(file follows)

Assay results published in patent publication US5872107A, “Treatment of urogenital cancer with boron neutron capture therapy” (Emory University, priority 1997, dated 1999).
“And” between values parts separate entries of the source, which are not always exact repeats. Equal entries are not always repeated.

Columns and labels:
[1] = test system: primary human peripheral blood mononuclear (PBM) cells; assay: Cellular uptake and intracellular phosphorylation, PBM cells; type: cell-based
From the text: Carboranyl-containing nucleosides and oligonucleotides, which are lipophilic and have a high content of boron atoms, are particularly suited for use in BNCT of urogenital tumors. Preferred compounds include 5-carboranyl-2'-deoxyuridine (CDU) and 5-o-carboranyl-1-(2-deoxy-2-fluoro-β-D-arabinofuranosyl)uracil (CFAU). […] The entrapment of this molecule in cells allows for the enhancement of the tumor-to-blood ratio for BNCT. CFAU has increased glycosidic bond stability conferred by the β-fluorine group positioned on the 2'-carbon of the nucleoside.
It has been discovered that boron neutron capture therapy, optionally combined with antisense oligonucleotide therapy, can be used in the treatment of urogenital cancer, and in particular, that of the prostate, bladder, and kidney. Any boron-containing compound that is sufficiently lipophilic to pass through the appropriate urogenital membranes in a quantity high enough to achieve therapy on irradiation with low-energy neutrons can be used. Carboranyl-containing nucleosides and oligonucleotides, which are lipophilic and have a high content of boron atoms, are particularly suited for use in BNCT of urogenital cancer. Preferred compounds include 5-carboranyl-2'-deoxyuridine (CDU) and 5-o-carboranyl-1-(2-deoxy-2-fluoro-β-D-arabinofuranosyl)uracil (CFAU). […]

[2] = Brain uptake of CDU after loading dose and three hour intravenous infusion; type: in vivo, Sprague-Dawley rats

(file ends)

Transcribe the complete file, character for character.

Assay results published in patent publication US5872107A, “Treatment of urogenital cancer with boron neutron capture therapy” (Emory University, priority 1997, dated 1999).
“And” between values parts separate entries of the source, which are not always exact repeats. Equal entries are not always repeated.

Columns and labels:
[1] = test system: primary human peripheral blood mononuclear (PBM) cells; assay: Cellular uptake and intracellular phosphorylation, PBM cells; type: cell-based
From the text: Carboranyl-containing nucleosides and oligonucleotides, which are lipophilic and have a high content of boron atoms, are particularly suited for use in BNCT of urogenital tumors. Preferred compounds include 5-carboranyl-2'-deoxyuridine (CDU) and 5-o-carboranyl-1-(2-deoxy-2-fluoro-β-D-arabinofuranosyl)uracil (CFAU). […] The entrapment of this molecule in cells allows for the enhancement of the tumor-to-blood ratio for BNCT. CFAU has increased glycosidic bond stability conferred by the β-fluorine group positioned on the 2'-carbon of the nucleoside.
It has been discovered that boron neutron capture therapy, optionally combined with antisense oligonucleotide therapy, can be used in the treatment of urogenital cancer, and in particular, that of the prostate, bladder, and kidney. Any boron-containing compound that is sufficiently lipophilic to pass through the appropriate urogenital membranes in a quantity high enough to achieve therapy on irradiation with low-energy neutrons can be used. Carboranyl-containing nucleosides and oligonucleotides, which are lipophilic and have a high content of boron atoms, are particularly suited for use in BNCT of urogenital cancer. Preferred compounds include 5-carboranyl-2'-deoxyuridine (CDU) and 5-o-carboranyl-1-(2-deoxy-2-fluoro-β-D-arabinofuranosyl)uracil (CFAU). […]

[2] = Brain uptake of CDU after loading dose and three hour intravenous infusion; type: in vivo, Sprague-Dawley rats